Trainees will be provided with biometric monitoring to check their stress levels and determine the efficacy of this program, allowing for continuous improvement. The future won’t be Aldous Huxley’s Brave New World using Ford’s assembly line methodology and giving soma to the population. Instead, the future will be Iain M. Banks’ The Player of Games using Toyota’s Kaizen methodology and giving nootropics to the population. And it will be grand.
From Jeffersonian to Jetsonian Society
As we move to the future, we need to abandon the idea that different sectors of society stand alone or subordinate to each other. Health, economics, and computation are interlinked in a web that shows ripples and unintended effects decades later. It’s time to acknowledge, report, and analyze those effects. Only then can we understand that society itself is an organism; complex but not inscrutable. With the right tools and the right thinking, 2017 might just be the year we stop treating the symptoms and start treating the disease.
By Light is an ISO 9001:2008 CVE-verified Service Disabled Veteran Owned Business (SDVOB) that provides a broad range of hardware, software, engineering, and IT integration services.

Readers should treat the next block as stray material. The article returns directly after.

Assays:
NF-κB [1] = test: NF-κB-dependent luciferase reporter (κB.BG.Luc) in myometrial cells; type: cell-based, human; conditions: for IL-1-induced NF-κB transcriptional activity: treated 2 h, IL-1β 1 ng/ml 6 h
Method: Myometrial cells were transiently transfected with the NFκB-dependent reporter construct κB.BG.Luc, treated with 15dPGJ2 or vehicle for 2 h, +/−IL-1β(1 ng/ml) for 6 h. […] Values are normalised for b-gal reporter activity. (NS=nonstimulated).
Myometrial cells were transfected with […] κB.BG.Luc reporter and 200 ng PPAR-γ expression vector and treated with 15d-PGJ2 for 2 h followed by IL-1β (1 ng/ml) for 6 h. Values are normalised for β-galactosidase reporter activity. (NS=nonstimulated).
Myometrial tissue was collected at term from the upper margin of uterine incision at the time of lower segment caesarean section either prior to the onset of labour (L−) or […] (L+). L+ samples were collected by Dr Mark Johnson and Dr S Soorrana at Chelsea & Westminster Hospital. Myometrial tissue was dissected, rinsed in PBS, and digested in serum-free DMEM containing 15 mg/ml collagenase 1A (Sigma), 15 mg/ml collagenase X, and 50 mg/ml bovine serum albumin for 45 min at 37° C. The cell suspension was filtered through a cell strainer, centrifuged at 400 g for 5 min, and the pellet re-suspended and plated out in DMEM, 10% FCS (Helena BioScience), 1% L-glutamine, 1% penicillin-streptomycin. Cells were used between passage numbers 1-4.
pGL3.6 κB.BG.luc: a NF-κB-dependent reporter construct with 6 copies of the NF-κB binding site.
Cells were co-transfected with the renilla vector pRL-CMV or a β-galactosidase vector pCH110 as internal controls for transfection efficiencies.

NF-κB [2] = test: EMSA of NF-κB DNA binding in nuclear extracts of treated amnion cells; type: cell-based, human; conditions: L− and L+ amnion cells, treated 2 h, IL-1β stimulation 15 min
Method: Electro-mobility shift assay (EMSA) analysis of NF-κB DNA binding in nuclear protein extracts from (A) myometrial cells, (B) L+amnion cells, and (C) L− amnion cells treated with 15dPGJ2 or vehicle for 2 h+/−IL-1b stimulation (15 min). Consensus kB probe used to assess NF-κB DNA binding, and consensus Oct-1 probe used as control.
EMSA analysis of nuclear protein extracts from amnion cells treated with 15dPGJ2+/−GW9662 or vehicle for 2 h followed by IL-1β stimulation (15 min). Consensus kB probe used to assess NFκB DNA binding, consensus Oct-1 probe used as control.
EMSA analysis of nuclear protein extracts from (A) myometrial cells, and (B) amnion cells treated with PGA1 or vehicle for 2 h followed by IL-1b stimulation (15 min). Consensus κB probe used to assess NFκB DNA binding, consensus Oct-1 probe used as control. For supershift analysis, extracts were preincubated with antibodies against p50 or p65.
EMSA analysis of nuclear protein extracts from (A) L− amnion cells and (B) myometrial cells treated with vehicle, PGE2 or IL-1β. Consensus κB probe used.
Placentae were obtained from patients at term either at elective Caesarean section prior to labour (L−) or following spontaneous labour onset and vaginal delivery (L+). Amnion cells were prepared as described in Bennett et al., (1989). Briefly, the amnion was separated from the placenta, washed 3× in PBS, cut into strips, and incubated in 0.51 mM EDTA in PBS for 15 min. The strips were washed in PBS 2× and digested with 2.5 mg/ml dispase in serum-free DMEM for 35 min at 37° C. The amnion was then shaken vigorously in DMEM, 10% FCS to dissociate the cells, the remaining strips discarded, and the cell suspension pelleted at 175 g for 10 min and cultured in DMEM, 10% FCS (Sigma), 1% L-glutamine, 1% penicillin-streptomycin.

1Gervain, Vines, Chen, Seo, Hensch, Werker, and Young. Valproate reopens critical-period learning of absolute pitch. https://www.ncbi.nlm.nih.gov/pmc/articles/PMC3848041/
2American Society of Addiction Medicine. Opioid Addiction 2016 Facts and Figures. http://www.asam.org/docs/default-source/advocacy/opioid-addiction-disease-facts-figures.pdf
3Pollini, R.A.; Banta-Green, C.J.; Cuevas-Mota, J.; Metzner, M.; Teshale, E.; and Garfein, R.S. Problematic use of prescription-type opioids prior to heroin use among young heroin injectors. Subst Abuse Rehabil 2(1):173–180, 2011.
4Source: National Center for Health Statistics, “Increase in Suicide in the United States, 1999-2014.” http://www.cdc.gov/nchs/products/databriefs/db241.htm